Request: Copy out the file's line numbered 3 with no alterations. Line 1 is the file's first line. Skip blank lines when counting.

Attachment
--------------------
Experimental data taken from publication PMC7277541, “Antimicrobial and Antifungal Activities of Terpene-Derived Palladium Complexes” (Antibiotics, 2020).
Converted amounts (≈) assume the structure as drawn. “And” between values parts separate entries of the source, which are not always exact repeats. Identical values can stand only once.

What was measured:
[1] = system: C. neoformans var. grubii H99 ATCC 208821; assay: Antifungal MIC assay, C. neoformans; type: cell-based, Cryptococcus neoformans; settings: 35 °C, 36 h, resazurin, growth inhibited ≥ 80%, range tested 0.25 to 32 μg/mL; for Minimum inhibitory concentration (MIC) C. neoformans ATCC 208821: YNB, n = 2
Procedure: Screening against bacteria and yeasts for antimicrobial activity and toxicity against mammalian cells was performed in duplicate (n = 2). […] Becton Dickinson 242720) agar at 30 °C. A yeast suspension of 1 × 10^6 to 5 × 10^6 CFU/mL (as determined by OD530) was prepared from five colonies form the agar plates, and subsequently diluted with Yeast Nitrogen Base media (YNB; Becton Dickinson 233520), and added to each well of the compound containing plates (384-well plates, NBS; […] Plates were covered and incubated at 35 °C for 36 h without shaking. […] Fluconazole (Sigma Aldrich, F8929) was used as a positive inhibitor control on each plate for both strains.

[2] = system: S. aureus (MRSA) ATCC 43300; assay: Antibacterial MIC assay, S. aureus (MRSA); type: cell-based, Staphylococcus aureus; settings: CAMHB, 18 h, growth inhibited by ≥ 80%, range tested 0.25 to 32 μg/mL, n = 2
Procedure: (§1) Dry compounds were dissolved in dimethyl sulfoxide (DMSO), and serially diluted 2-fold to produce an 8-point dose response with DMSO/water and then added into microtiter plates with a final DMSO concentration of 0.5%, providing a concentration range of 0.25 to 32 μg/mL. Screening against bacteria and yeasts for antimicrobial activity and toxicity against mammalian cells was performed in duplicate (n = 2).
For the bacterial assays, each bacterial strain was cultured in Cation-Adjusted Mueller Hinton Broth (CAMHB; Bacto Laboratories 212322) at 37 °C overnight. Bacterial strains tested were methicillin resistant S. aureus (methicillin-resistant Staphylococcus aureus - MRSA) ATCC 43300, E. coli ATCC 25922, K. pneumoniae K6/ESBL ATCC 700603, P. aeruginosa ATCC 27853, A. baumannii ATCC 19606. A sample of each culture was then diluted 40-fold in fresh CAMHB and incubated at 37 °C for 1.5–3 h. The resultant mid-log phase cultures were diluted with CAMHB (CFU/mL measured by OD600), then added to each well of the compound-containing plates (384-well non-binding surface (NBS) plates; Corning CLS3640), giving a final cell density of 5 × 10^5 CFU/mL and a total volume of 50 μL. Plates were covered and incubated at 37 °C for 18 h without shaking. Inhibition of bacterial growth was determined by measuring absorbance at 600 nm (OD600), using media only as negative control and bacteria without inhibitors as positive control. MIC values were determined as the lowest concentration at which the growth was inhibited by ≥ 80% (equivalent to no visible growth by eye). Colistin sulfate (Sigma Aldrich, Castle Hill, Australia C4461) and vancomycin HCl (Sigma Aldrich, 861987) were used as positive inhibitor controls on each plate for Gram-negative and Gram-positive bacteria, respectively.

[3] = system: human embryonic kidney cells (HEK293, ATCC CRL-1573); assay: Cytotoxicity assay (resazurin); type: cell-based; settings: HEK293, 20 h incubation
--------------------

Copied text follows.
What was measured: